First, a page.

Read This: Lady Sophie’s Christmas Wish

Longtime Beatrice readers might recall that I read a batch of Christmas-themed romances around this time last year; I meant to repeat the project this holiday season, but was only able to get to Lady Sophie’s Christmas Wish by Grace Burrowes before the 25th.

Although Lady Sophie’s Christmas Wish is the first in a sequence of novels spun off from Burrowes’ bestselling “Duke’s Obsession” trilogy (The Heir, The Soldier, and The Virtuoso), that doesn’t really come into play until you’re already well into the story. It begins at a London inn, where Vim (short for Wilhelm) Charpentier is trying to find a seat on a carriage to Kent in the middle of a snowstorm. He’s distracted by a squalling child, which is how he meets Sophie Windham, who was there to see the baby boy and his mother off on another carriage—except that the mother, a servant in Lady Sophie’s household, elects to pull a runner, leaving the child behind. Now it’s crucial here that Sophie doesn’t tell Vim that she’s a Lady, and the daughter of the Duke of Moreland, allowing him to think that she’s another servant in the mostly-empty household. (The Duke and Duchess have gone off to their country estate, where they are expecting Sophie, along with her brothers, who are the heroes of Burrowes’ previous romances.) This frees the couple up to spend several days (almost entirely) alone together with young Kit in a snowed-in house while Vim shows Sophie how to raise a baby—he’s had a lot of step-siblings—and they fall in love.

The story’s execution isn’t quite perfect: The scenes where Burrowes breaks away from Vim and Sophie to check in on the brothers who are on their way to collect her for the family reunion, or to note the anxiety of the Duke and Duchess and Vim’s aunt and uncle, are well-done, but they’re also distracting—though readers who are already Burrowes fans might welcome the opportunities to see how her heroes have been faring. On the other hand, you do need some sense of the brothers’ personalities for the back half of the book, as they react to discovering Vim and Sophie’s developing relationship, so it’s not as if you can cut those passages. The more significant problem, from my perspective, was that Vim’s backstory hinges on a slight suffered at the hands of Moreland so humiliating that it’s driven him to spend the last dozen years sailing the globe in order to be anywhere other than home—clearly a life-defining incident, and yet he fails to recognize that Windham is the Moreland family name. That part of the story just doesn’t seem plausible.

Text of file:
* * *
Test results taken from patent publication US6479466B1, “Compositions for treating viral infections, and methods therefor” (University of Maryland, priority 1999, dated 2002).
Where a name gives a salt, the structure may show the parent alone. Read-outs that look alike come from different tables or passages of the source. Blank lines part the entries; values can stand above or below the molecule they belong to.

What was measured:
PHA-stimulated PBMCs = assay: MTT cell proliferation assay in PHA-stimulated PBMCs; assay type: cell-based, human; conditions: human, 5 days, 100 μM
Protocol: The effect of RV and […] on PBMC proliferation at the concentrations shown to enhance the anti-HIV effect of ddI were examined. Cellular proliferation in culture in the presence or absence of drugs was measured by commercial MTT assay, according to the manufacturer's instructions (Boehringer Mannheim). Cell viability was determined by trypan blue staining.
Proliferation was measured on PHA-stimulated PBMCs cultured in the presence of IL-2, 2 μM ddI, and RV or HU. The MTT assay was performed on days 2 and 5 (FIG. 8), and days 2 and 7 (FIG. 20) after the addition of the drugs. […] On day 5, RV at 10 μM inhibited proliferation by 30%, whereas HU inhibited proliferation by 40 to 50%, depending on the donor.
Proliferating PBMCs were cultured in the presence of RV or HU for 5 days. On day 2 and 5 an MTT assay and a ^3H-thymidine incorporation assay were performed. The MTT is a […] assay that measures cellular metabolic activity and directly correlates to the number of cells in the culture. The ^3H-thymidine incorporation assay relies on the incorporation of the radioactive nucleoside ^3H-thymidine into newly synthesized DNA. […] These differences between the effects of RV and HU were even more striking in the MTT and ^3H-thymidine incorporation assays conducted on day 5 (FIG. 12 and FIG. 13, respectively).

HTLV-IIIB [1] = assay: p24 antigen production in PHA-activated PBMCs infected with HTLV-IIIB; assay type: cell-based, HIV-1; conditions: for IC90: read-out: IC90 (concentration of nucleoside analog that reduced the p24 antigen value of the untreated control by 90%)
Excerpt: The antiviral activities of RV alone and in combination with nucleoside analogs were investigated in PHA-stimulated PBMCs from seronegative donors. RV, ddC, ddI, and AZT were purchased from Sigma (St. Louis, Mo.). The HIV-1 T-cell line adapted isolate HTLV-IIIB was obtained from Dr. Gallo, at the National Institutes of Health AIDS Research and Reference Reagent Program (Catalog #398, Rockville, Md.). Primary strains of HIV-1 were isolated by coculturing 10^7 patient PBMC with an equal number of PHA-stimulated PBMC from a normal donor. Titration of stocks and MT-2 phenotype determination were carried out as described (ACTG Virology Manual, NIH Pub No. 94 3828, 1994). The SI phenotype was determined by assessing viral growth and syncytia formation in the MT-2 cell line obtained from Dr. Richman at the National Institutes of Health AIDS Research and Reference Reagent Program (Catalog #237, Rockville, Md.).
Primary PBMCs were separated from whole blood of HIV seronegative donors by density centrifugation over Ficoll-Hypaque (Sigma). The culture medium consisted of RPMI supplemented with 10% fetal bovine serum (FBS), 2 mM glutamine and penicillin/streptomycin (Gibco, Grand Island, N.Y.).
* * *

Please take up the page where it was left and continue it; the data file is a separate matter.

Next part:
What does seem plausible, even under the contrived circumstances, is the slow burn of the attraction between Vim and Sophie. It gets a bit talky at times, in that “let’s lay the emotional subtext out on the table and dissect it” way, but there’s a core authenticity to the way the two interact, and then in the way that the hurt and confused Vim interacts with Sophie’s aggressive brothers. The dialogue swerves into anachronism occasionally (I’m pretty sure “shut up and listen” isn’t Regency-era speech), but no more so, at least to my ears, than is generally acceptable within the genre, and the motivations beneath the dialogue feel convincingly genuine. Vim in particular is a likeable hero, worldly but gentle if a bit pigheaded about clinging to the past, and his strengths as a character compensate for the weaknesses of Sophie as the sensible but lonely duke’s daughter who yearns to push the envelope of propriety to discover intimacy.

So, what about the Christmas aspect? In that regard, Lady Sophie fares slightly better than last year’s reading, in that the action is all confined to late December, and the immanence of Christmas is evident throughout. That said, it’s not so much a Christmas story that one wouldn’t be able to read it at any other time of the year, which is only proper considering that it fits into a larger sequence of Burrowes’ stories. And it definitely has me interested enough to pick up the copy of The Soldier that’s kicking around in my bookcase at some point…

28 December 2011 | read this |